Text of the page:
An editorial on cleveland.com highlighted the important role that high-performing charter schools — such as Cleveland’s Menlo Park Academy — can play in making up the “lost learning” as a result of the COVID-19 pandemic.
The editorial’s author, Aaron Churchill of the Thomas B. Fordham Institute, writes that, according to a recent study by the Thomas B. Fordham Institute, students who attend brick-and-mortar charters in Ohio make significant gains in math and English relative to virtually identical students attending district schools.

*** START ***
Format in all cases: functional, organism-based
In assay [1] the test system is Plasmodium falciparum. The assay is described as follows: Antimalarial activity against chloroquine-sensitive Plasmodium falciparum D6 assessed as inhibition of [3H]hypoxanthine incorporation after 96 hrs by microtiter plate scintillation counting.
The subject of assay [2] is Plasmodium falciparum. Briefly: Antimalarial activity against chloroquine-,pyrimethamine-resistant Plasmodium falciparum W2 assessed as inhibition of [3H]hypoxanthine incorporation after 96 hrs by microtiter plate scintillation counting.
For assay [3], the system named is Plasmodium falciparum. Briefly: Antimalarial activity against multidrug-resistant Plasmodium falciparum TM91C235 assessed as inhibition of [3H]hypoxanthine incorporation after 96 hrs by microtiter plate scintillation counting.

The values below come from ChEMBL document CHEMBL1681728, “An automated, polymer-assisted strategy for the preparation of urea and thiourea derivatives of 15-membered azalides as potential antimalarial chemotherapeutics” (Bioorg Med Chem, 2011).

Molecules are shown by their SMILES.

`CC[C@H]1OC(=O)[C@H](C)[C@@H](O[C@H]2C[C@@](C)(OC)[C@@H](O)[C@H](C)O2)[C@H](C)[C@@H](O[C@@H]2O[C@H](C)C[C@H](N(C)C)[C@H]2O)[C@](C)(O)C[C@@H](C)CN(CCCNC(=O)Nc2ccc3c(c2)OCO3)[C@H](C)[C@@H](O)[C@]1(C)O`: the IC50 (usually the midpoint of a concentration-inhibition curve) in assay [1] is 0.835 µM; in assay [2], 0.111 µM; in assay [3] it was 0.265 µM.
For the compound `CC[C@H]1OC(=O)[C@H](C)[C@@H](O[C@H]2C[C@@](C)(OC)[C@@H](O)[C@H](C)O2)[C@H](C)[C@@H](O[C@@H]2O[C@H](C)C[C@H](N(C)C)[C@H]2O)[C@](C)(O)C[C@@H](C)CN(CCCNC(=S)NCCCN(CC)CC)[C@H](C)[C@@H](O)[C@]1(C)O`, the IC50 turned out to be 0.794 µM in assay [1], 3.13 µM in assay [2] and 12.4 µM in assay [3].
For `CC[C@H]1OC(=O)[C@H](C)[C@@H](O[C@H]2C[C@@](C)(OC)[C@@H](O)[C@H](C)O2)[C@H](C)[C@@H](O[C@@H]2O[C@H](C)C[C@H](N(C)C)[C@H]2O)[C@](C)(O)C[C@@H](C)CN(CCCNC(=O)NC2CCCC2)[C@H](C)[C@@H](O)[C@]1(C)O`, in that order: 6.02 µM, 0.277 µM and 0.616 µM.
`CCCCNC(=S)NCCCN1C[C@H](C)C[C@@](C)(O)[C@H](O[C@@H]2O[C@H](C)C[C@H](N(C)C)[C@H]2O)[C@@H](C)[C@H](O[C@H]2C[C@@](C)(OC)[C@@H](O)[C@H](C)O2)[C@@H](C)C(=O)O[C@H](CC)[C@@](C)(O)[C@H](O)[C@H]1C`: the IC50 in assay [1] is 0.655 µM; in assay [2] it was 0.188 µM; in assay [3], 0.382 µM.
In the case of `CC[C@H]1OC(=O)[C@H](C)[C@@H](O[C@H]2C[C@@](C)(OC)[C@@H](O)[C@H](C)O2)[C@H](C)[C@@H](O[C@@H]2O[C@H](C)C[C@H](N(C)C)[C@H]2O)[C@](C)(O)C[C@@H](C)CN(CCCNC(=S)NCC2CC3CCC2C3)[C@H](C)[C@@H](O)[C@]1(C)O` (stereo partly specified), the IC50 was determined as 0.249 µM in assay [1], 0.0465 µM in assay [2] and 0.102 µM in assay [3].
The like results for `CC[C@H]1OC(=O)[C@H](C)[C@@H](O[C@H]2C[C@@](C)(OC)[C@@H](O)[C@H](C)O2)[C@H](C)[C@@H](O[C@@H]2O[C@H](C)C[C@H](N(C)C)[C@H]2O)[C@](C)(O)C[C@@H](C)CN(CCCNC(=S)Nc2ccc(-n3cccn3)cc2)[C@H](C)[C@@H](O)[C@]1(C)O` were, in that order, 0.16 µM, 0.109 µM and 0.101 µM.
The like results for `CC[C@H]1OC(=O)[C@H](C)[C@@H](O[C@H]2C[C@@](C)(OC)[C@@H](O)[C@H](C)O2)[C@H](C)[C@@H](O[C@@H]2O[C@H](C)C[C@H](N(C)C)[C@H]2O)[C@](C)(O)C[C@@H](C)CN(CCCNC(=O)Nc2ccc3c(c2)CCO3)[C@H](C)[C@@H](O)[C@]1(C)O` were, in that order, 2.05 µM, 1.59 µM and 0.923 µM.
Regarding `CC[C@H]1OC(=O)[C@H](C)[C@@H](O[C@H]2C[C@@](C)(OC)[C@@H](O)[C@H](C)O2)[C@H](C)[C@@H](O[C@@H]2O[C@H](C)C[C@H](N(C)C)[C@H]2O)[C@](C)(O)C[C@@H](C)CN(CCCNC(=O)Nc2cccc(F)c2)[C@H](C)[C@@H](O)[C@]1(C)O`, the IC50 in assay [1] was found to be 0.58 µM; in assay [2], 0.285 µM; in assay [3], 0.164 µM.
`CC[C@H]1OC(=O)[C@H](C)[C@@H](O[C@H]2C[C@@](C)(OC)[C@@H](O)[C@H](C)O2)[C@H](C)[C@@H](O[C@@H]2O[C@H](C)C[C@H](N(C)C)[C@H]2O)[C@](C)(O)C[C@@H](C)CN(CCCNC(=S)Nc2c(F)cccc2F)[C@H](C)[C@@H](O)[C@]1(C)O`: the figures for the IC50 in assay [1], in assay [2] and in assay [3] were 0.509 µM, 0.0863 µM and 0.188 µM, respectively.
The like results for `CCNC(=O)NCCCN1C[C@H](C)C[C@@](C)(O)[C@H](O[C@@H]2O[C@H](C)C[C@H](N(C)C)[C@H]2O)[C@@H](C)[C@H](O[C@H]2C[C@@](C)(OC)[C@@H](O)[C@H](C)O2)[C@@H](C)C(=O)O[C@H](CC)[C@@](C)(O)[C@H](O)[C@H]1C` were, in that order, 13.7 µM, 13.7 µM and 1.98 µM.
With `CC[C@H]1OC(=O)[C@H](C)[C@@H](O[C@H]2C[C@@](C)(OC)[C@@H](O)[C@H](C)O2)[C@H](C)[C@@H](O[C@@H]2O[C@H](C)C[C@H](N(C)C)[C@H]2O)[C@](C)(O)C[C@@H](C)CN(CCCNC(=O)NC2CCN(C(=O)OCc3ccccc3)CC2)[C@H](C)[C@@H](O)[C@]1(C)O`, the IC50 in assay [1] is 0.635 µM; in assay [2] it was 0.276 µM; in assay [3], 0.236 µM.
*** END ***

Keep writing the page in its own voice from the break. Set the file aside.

Churchill goes on to write, “The study study shows that Cleveland charters shine, producing notable academic gains for their students. To some, this will come as no surprise, as the city has long been home to many of Ohio’s finest charters… There’s even a Cleveland charter school, Menlo Park Academy, that is dedicated to serving gifted and talented students.”
The editorial also notes that low-income students and students of color are often lagging behind their peers in educational achievement and college readiness — areas that the pandemic will likely widen because of the pandemic. Menlo Park Academy’s approach to educating the whole child (academic learning, social emotional learning, and physical learning) is one way the school for gifted children have equal opportunities to succeed in life, regardless of background.
Read the editorial at cleveland.com.